The Writer’s Guild of America went on strike in the spring of 2023 due to concerns over the use of artificial intelligence (AI) by movie and TV studios to generate story ideas and scripts. However, according to Greg Harrison, chief creative officer at MOCEAN, a creative agency working with firms like Netflix, Paramount, and Marvel, generative AI technology presents both opportunities and challenges for creative professionals.
When AI tools like Midjourney and ChatGPT emerged, there was alarm about their ability to generate creative content. But after exploring these and other AI tools, Harrison and his team concluded that AI is not ready to replace human creativity. Instead, it should be seen as a fledgling technology that requires guidance and mentorship, similar to a junior creative team member.
Harrison sees AI as a tool that can provide inspiration and investigation, particularly when dealing with large amounts of material and searching for themes. He believes it is important to demystify AI and view it as a tool, rather than an emerging super-intelligent being. This perspective helps manage the fear and concern surrounding AI and its impact on creative jobs.
However, there are concerns regarding copyright and ethics when it comes to AI. Generative AI is trained on copyrighted imagery, which could lead to inadvertent infringement issues. Without a clear chain of titles or a clean and ethical training base, using such technology in a professional setting becomes challenging. Solutions like Firefly, Adobe’s generative AI tool, are a step in the right direction.
In the near future, AI is expected to be a collaborator and a source of inspiration under the direction of a creative director. Its potential as a tool for visual brainstorming, exploration, and even creating final outputs is promising, as long as it remains under human control. This could also lower the cost of complex visual effects or high-end 3D designs, opening new doors for creative ambitions.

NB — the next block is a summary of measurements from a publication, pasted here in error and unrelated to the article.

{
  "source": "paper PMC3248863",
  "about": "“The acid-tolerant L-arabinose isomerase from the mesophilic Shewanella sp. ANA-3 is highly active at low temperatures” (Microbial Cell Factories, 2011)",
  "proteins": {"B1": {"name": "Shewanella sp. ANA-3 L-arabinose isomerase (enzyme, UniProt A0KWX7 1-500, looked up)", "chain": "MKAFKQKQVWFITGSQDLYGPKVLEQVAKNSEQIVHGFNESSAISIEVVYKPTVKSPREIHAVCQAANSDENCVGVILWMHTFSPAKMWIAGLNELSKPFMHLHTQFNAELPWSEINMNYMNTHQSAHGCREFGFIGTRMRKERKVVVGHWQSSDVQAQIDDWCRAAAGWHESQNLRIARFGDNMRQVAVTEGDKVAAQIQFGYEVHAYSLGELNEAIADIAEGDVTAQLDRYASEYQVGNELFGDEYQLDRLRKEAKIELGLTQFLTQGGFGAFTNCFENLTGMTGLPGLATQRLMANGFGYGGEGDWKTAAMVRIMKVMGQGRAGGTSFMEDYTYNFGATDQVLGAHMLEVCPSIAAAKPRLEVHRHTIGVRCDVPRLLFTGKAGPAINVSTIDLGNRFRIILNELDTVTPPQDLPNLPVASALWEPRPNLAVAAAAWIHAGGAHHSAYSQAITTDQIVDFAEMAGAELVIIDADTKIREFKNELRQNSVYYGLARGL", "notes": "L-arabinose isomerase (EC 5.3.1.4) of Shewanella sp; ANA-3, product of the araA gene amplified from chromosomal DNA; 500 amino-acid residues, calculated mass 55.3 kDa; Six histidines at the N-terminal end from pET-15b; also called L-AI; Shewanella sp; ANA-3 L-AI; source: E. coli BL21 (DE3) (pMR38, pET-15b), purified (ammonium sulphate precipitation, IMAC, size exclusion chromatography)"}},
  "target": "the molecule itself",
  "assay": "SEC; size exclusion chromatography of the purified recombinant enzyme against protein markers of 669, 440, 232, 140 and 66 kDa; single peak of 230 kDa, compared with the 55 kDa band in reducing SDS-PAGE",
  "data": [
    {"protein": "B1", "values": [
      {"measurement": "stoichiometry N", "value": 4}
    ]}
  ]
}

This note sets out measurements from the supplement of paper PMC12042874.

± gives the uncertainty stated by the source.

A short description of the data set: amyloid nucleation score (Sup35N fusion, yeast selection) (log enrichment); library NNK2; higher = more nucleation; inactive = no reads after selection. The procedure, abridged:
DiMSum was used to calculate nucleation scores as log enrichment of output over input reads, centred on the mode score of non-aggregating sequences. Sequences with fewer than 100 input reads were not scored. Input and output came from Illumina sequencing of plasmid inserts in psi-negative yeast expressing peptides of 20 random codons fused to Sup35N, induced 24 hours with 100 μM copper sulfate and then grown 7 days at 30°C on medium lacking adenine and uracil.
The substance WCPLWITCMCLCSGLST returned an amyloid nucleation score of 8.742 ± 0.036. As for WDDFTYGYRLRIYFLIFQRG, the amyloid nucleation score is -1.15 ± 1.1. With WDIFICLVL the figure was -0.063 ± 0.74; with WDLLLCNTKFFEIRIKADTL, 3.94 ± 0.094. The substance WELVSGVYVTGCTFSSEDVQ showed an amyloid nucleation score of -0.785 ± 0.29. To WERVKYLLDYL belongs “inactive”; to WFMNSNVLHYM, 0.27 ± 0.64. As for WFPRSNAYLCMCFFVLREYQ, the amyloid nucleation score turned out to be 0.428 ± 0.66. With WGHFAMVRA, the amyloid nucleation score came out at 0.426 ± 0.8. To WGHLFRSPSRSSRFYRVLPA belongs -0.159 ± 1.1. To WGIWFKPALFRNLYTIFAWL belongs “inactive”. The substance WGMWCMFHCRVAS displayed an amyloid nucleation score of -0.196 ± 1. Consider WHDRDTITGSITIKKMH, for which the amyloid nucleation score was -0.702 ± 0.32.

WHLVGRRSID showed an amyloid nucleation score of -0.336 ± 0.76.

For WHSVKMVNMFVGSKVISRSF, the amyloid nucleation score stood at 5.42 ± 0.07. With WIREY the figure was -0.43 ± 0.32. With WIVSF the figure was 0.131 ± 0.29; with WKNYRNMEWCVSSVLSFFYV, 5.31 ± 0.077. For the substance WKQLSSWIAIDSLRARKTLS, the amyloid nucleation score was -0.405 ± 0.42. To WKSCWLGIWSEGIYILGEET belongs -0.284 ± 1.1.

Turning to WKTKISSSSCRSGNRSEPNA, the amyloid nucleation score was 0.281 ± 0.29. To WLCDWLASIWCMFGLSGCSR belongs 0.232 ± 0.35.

However, AI’s role in the creative industry goes beyond generating content. It can also contribute by automating non-creative tasks, freeing up time for creatives to focus on their craft.
When integrating AI into a creative workflow, Harrison advises a cautious approach. He emphasizes the importance of valuing human creativity and culture and letting that guide one’s engagement with AI. In the short term, AI tools are best used for exploration, inspiration, and visual reference. It is crucial to experiment with them and understand their current limitations while examining their future potential.
“When used correctly, it can free creatives to focus time and energy on creative tasks, which has value,” said Harrison.
The convergence of AI and creativity presents an intriguing landscape for creative industries. Whether viewed as a tool, threat, or collaborator, the future of AI in these industries is full of possibilities. As we navigate this landscape, the focus should remain on preserving human creativity and culture, fostering collaboration, and maximizing the opportunities AI offers.